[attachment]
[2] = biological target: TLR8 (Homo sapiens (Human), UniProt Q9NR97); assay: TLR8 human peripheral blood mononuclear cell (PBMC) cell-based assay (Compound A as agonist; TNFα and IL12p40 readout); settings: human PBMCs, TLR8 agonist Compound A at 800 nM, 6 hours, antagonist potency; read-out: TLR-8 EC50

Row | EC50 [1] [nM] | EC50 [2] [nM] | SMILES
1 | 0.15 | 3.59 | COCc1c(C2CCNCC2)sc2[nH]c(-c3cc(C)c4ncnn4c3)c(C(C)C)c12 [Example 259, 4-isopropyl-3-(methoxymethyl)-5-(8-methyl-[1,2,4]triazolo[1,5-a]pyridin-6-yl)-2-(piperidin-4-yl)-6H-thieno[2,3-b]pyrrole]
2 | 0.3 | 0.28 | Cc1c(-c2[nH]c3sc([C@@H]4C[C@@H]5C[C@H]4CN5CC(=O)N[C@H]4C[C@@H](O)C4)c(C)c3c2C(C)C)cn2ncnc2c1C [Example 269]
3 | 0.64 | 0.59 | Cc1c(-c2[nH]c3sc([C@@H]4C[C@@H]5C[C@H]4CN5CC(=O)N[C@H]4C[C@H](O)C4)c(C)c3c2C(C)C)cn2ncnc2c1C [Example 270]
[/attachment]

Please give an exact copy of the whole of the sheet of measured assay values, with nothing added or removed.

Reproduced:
[2] = biological target: TLR8 (Homo sapiens (Human), UniProt Q9NR97); assay: TLR8 human peripheral blood mononuclear cell (PBMC) cell-based assay (Compound A as agonist; TNFα and IL12p40 readout); settings: human PBMCs, TLR8 agonist Compound A at 800 nM, 6 hours, antagonist potency; read-out: TLR-8 EC50

Row | EC50 [1] [nM] | EC50 [2] [nM] | SMILES
1 | 0.15 | 3.59 | COCc1c(C2CCNCC2)sc2[nH]c(-c3cc(C)c4ncnn4c3)c(C(C)C)c12 [Example 259, 4-isopropyl-3-(methoxymethyl)-5-(8-methyl-[1,2,4]triazolo[1,5-a]pyridin-6-yl)-2-(piperidin-4-yl)-6H-thieno[2,3-b]pyrrole]
2 | 0.3 | 0.28 | Cc1c(-c2[nH]c3sc([C@@H]4C[C@@H]5C[C@H]4CN5CC(=O)N[C@H]4C[C@@H](O)C4)c(C)c3c2C(C)C)cn2ncnc2c1C [Example 269]
3 | 0.64 | 0.59 | Cc1c(-c2[nH]c3sc([C@@H]4C[C@@H]5C[C@H]4CN5CC(=O)N[C@H]4C[C@H](O)C4)c(C)c3c2C(C)C)cn2ncnc2c1C [Example 270]